Damaged kidneys; If you have these symptoms you should go to the doctor immediately
The kidneys play an important role for the health of our body since they are responsible for keeping the pressure of our blood and arteries under control, the levels of electrolytes, liquids, among other things, these organs are located in the back of the stomach.
The risks of contracting infections and other diseases are latent just as it happens with other vital organs of the body, when the kidneys present some type of anomaly it is very difficult to detect in its initial stage, sometimes it is necessary to perform a urine or blood test to detect the problem.
However, there are some physical signs that could also help suspect the development of an abnormality.
1. Excessive tiredness
A secondary function of your kidneys is to help make red blood cells that carry oxygen all around your body.
A decrease in red blood cells is called anemia. It causes:
- Decreased stamina
- Sometimes dizziness or memory concerns
- Fatigue brought on by kidney disease can also be caused by a buildup of metabolic waste in your blood.
2. Itchy skin
Through kidney function a large part of the toxins in the blood are expelled from the body through the urine.
The buildup of waste products in your blood can cause a skin reaction, resulting in rashes or severe itching.
Fluid retention or edema is one of the strongest symptoms of kidney disease.
Although many factors influence its appearance, kidney failure is one of the main causes.
These organs control the levels of water and sodium in the body, so a malfunction prevents them from being properly balanced.
This symptom can also arise when there is a large loss of protein through the urine, a condition called nephrotic syndrome.
The swelling is usually concentrated in the feet and ankles, although it sometimes occurs in the arms, face and other parts of the body.
Anemia pictures in patients are an indication that kidney disease is already advancing in its level of severity.
These organs are responsible for producing a hormone called erythropoietin, which is responsible for stimulating the bone marrow to produce blood cells.
Because its function is compromised in a severe stage of kidney failure, its levels decrease markedly and chronic anemia occurs.
5. Back pain
You can feel kidney pain in your back or sides, usually in the middle of your back just below your rib cage, especially in elderly patients.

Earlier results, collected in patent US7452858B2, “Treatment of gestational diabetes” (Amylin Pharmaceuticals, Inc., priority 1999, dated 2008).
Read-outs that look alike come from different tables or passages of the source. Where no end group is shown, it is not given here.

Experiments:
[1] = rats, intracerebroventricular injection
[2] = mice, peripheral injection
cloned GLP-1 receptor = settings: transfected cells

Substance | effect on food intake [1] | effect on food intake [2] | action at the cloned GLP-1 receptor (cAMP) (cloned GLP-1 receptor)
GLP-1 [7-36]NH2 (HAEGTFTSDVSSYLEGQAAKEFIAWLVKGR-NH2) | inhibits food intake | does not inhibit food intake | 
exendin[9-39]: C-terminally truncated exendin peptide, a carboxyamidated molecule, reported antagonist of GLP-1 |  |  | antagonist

Although it is not a very common symptom, it can occur in the presence of stones in the kidneys or in the urinary tract.
In these cases, the ailment is usually intense and tends to be accompanied by other symptoms, such as difficulties urinating or a burning sensation.
It is important to distinguish this ailment from that produced by the muscles, especially since it can be key to the timely detection of a serious condition.
6. Changes in urine
Kidney function is closely tied to urine production. Concerning signs include urinating more or less frequently than normal, especially at night. People also experience:
- When these organs develop some type of failure, problems such as:
- Pain or burning while urinating
- More desire to urinate in the middle of the night.
- Urine that looks foamy or bubbly.
- Foul-smelling, dark-colored urine.
- More amount of urine, with a too pale color.
- Difficulty urinating more than four times a day.
- Urinary incontinence
- Blood in your urine
7. Bad breath
Ammonia breath and a metallic taste in the mouth can be caused by a buildup of toxins in the blood from kidney failure.
This uncomfortable symptom is difficult to control, even with correct oral hygiene habits.
Although all the symptoms mentioned can be generated by multiple causes, it is worth considering that their origin is a kidney problem.
Consult the doctor in case of suspicion and request the respective tests to verify that everything is fine.
8. Muscle cramps
Painful muscle cramps, specifically leg cramps, can also occur with kidney disease.
9. Nausea or vomiting
Vomiting can occur when metabolic waste builds up in your blood, but people may feel nauseated at even the thought of eating.
10. Loss of appetite
A loss of appetite is common in people with advanced kidney disease. This may lead to undernutrition and weight loss.
People experiencing kidney disease should talk with a healthcare provider about finding foods that are appealing and provide nutrients.
The bottom line
Kidney disease is a condition that can easily go unnoticed until the symptoms become severe. Including a kidney function test as part of your regular checkup will help you and your doctor to address any potential underlying causes of kidney problems.